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While volunteering with Running Wild Conservation in South Africa, I got to meet Stewie the African Caracal for the very first time. He was purchased along with two other caracals that were for sale in South Africa. To avoid them becoming pets, RWC bought them. I sat down with the three and Stewie joined me for a snuggle.

Stewie is 1.5 years old and an adult caracal. Though an adult, he acts like a cub. It was incredible how welcoming this wild but tamed cat was to me. Stewie accepted me like I was his friend and mother…. actually closing his eyes, suckling, and purring once it found my finger.

The suckling behavior can follow baby mammals into adulthood if they are removed from their mothers before they are weaned or still nursing. In the wild, a mother caracal (or any mammal mother) ends the nursing at some point… either because the lactation of milk has ended or the cub or young are weaned to their natural foods.

The adult staged suckling behavior occurs with many of our domesticated pets as well… from cats to dogs. When humans buy a puppy or kitten, it’s normally removed from their mother before the weaning period has ended… that can result in the pet continuing to suckle into adulthood because the mother never got the chance to end it.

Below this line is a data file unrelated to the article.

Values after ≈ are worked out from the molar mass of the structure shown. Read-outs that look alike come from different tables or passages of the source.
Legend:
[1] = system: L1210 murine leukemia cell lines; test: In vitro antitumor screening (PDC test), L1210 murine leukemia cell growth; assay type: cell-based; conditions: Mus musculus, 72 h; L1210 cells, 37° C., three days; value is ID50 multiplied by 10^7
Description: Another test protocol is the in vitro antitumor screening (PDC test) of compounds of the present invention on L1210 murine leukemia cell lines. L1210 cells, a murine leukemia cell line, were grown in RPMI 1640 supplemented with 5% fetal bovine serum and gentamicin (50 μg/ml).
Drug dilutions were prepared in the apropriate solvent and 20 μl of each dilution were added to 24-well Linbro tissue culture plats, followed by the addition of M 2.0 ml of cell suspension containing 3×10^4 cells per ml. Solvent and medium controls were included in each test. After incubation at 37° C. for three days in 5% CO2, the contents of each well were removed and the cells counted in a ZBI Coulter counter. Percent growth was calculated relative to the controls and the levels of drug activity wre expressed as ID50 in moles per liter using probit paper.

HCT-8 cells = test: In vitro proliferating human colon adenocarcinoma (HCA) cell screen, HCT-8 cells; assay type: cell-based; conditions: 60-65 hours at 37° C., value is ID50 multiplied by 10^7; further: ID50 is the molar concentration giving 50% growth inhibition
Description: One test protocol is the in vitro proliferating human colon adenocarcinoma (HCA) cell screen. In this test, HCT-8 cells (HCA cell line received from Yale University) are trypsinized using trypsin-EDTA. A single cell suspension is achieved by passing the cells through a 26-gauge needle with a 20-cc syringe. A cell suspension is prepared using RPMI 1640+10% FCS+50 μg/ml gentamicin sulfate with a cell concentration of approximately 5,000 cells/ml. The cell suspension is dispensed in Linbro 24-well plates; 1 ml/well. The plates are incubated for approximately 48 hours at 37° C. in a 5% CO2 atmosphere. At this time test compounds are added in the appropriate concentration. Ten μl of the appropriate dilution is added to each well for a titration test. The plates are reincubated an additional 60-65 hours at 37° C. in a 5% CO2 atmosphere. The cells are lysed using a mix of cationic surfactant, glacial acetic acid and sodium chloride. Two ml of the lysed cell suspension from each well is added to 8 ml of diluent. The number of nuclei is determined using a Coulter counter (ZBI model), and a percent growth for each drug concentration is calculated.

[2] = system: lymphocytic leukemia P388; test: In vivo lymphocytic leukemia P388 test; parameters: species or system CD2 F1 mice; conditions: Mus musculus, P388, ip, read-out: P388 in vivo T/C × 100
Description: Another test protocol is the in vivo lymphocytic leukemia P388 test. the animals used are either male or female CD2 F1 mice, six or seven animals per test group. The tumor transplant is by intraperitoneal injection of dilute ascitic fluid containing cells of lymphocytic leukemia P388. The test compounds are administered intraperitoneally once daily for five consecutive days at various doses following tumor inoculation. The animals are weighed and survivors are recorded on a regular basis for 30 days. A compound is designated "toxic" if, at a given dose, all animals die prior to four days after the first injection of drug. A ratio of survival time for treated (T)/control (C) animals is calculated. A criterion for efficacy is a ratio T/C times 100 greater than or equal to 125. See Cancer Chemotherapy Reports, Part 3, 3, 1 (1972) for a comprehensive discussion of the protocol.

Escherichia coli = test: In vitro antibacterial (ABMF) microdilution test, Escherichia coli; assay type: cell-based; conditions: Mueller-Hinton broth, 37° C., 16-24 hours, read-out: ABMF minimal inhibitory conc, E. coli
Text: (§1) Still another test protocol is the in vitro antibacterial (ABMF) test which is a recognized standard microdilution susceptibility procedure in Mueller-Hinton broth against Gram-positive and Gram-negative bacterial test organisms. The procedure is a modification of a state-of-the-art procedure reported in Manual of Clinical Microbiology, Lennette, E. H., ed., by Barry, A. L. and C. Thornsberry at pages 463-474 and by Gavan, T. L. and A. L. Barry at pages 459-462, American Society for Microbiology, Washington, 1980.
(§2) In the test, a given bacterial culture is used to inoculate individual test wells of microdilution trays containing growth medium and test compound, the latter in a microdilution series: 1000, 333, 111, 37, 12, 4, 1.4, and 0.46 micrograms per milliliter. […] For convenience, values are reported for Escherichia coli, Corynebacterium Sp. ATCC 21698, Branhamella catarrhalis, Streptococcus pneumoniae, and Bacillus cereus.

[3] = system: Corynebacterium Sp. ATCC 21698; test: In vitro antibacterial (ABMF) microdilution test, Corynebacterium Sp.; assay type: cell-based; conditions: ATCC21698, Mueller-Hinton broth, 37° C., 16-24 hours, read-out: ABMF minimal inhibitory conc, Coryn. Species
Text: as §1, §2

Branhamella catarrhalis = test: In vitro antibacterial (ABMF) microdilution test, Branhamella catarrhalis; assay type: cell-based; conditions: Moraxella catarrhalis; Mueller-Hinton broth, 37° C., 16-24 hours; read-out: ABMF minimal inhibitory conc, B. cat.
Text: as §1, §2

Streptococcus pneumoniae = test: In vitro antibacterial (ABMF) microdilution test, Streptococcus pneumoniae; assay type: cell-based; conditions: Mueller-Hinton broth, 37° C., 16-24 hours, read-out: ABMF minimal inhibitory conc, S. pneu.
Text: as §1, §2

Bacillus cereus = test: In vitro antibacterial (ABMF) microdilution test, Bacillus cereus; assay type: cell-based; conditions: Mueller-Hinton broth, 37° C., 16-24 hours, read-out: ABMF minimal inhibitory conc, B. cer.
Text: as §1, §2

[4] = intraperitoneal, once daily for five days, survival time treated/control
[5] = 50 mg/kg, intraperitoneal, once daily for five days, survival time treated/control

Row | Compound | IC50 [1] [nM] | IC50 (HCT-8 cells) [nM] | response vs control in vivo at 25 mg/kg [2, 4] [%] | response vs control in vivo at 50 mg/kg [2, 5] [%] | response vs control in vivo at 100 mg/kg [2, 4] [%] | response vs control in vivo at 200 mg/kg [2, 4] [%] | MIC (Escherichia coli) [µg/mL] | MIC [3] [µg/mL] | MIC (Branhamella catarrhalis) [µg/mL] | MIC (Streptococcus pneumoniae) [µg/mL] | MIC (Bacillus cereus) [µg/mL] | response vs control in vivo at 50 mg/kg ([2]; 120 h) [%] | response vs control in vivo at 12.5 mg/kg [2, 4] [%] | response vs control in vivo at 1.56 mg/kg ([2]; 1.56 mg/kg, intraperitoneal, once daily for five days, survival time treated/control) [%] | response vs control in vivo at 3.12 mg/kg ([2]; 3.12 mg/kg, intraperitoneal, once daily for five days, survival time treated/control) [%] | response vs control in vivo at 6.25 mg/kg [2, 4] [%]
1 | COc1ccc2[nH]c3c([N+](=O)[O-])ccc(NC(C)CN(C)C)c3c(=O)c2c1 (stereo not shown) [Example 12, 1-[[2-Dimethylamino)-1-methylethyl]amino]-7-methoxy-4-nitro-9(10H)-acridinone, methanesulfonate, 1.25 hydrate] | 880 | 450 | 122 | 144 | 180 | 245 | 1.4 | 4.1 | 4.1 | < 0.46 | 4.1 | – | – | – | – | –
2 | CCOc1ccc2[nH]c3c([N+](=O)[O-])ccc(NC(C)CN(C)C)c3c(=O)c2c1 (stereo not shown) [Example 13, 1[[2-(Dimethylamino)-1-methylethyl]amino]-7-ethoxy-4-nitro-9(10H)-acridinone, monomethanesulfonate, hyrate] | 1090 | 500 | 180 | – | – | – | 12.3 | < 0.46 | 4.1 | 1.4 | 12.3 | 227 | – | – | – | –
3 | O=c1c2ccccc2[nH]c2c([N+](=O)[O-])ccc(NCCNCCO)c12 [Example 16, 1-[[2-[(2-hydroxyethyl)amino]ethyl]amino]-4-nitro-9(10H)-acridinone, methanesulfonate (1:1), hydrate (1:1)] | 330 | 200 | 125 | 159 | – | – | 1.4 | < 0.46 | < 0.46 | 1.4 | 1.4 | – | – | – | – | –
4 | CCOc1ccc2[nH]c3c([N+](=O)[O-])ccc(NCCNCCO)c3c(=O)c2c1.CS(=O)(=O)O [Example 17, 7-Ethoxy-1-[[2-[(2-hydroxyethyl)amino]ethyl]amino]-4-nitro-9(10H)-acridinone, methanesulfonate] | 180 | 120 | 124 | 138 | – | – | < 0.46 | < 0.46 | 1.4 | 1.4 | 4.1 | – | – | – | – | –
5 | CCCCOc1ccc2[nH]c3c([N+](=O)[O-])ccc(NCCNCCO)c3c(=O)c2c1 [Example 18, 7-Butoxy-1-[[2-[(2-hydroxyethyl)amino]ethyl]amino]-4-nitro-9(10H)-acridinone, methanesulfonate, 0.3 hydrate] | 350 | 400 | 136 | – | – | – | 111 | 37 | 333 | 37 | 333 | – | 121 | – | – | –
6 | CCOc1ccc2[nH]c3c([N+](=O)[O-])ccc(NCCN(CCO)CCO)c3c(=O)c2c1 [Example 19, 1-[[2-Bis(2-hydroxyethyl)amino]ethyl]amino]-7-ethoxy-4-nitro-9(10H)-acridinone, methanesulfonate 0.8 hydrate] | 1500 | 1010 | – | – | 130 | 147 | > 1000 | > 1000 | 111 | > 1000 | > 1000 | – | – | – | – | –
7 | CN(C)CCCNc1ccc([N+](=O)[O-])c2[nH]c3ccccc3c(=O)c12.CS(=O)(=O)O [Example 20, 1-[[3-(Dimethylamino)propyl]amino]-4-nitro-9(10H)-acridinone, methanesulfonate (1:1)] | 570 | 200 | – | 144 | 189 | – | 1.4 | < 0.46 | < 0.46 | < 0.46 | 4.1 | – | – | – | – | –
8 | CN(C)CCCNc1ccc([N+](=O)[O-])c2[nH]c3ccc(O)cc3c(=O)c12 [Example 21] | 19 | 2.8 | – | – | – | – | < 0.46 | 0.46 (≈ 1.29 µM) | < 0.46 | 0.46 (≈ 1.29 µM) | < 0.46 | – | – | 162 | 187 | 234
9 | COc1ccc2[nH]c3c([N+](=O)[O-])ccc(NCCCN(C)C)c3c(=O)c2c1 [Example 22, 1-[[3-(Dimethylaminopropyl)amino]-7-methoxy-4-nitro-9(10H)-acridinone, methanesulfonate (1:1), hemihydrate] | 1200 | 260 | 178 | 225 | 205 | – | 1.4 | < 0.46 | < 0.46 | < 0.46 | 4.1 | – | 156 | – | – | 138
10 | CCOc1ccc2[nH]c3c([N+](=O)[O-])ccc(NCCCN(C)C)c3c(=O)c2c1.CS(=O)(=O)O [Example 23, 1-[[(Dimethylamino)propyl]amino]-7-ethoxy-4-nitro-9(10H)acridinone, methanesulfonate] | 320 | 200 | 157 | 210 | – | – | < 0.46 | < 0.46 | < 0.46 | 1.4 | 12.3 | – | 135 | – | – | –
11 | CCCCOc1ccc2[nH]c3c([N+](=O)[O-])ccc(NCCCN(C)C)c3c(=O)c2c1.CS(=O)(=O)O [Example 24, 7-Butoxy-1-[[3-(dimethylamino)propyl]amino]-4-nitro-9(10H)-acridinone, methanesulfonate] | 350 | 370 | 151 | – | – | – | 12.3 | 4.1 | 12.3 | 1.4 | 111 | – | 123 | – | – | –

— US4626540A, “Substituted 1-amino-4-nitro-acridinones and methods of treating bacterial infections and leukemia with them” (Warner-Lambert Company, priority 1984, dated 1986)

I don’t know what to think about it. We become a mother to these captive animals and it does create a stronger bond with the animal, but is it natural? Maybe… maybe not.

I don’t think it hurts and actually relaxes the animal to be allowed to suckle. It certainly earns you trust between you. For more dangerous predators, it could be safer. For instance, a bear or large cat that suckles and purrs before it’s keeper; thinking you are its mother, is less likely to attack you versus someone it does not see its mother. Then that leads to the whole debate about captive animals and interaction. I’m not blind to it and still forming my opinions on the matter.

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